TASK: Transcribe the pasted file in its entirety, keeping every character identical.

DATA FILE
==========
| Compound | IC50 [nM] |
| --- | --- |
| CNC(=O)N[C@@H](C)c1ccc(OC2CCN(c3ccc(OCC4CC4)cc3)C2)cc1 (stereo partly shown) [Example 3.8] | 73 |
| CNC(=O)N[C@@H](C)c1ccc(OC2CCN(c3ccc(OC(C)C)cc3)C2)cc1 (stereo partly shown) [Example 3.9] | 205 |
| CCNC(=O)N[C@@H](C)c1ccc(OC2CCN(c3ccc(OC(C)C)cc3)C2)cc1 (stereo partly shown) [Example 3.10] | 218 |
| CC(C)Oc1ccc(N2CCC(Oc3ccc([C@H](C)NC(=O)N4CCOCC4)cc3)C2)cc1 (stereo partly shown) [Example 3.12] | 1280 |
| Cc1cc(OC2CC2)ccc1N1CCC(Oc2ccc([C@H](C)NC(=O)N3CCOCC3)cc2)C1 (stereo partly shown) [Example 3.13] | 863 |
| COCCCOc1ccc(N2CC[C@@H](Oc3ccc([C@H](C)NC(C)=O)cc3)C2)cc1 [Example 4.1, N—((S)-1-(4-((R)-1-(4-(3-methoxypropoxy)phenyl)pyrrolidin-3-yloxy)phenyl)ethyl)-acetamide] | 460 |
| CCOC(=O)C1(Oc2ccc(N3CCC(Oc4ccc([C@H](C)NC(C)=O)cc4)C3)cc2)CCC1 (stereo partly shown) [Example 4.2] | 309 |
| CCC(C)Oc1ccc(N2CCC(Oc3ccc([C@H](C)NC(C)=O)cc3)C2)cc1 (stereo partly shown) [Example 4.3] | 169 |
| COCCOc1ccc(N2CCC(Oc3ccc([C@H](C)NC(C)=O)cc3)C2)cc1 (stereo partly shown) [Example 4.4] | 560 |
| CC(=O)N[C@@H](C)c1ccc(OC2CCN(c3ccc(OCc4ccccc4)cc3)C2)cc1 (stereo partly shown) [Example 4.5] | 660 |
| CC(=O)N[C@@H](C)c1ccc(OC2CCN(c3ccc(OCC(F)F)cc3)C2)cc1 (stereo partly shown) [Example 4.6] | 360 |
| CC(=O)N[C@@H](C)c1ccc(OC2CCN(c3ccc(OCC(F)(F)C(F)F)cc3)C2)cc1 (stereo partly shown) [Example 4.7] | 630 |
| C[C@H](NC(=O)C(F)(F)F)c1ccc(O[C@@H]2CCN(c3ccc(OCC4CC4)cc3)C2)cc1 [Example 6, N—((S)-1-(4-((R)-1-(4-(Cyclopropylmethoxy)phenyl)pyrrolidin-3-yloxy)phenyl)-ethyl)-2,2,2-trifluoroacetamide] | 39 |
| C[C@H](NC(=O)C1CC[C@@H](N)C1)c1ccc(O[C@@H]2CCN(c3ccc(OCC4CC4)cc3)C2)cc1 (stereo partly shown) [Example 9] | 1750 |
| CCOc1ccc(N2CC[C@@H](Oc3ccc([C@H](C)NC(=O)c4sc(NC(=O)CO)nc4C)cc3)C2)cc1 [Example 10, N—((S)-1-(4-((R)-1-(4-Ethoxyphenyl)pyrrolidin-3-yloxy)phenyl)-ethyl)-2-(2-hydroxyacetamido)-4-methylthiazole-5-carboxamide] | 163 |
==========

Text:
| Compound | IC50 [nM] |
| --- | --- |
| CNC(=O)N[C@@H](C)c1ccc(OC2CCN(c3ccc(OCC4CC4)cc3)C2)cc1 (stereo partly shown) [Example 3.8] | 73 |
| CNC(=O)N[C@@H](C)c1ccc(OC2CCN(c3ccc(OC(C)C)cc3)C2)cc1 (stereo partly shown) [Example 3.9] | 205 |
| CCNC(=O)N[C@@H](C)c1ccc(OC2CCN(c3ccc(OC(C)C)cc3)C2)cc1 (stereo partly shown) [Example 3.10] | 218 |
| CC(C)Oc1ccc(N2CCC(Oc3ccc([C@H](C)NC(=O)N4CCOCC4)cc3)C2)cc1 (stereo partly shown) [Example 3.12] | 1280 |
| Cc1cc(OC2CC2)ccc1N1CCC(Oc2ccc([C@H](C)NC(=O)N3CCOCC3)cc2)C1 (stereo partly shown) [Example 3.13] | 863 |
| COCCCOc1ccc(N2CC[C@@H](Oc3ccc([C@H](C)NC(C)=O)cc3)C2)cc1 [Example 4.1, N—((S)-1-(4-((R)-1-(4-(3-methoxypropoxy)phenyl)pyrrolidin-3-yloxy)phenyl)ethyl)-acetamide] | 460 |
| CCOC(=O)C1(Oc2ccc(N3CCC(Oc4ccc([C@H](C)NC(C)=O)cc4)C3)cc2)CCC1 (stereo partly shown) [Example 4.2] | 309 |
| CCC(C)Oc1ccc(N2CCC(Oc3ccc([C@H](C)NC(C)=O)cc3)C2)cc1 (stereo partly shown) [Example 4.3] | 169 |
| COCCOc1ccc(N2CCC(Oc3ccc([C@H](C)NC(C)=O)cc3)C2)cc1 (stereo partly shown) [Example 4.4] | 560 |
| CC(=O)N[C@@H](C)c1ccc(OC2CCN(c3ccc(OCc4ccccc4)cc3)C2)cc1 (stereo partly shown) [Example 4.5] | 660 |
| CC(=O)N[C@@H](C)c1ccc(OC2CCN(c3ccc(OCC(F)F)cc3)C2)cc1 (stereo partly shown) [Example 4.6] | 360 |
| CC(=O)N[C@@H](C)c1ccc(OC2CCN(c3ccc(OCC(F)(F)C(F)F)cc3)C2)cc1 (stereo partly shown) [Example 4.7] | 630 |
| C[C@H](NC(=O)C(F)(F)F)c1ccc(O[C@@H]2CCN(c3ccc(OCC4CC4)cc3)C2)cc1 [Example 6, N—((S)-1-(4-((R)-1-(4-(Cyclopropylmethoxy)phenyl)pyrrolidin-3-yloxy)phenyl)-ethyl)-2,2,2-trifluoroacetamide] | 39 |
| C[C@H](NC(=O)C1CC[C@@H](N)C1)c1ccc(O[C@@H]2CCN(c3ccc(OCC4CC4)cc3)C2)cc1 (stereo partly shown) [Example 9] | 1750 |
| CCOc1ccc(N2CC[C@@H](Oc3ccc([C@H](C)NC(=O)c4sc(NC(=O)CO)nc4C)cc3)C2)cc1 [Example 10, N—((S)-1-(4-((R)-1-(4-Ethoxyphenyl)pyrrolidin-3-yloxy)phenyl)-ethyl)-2-(2-hydroxyacetamido)-4-methylthiazole-5-carboxamide] | 163 |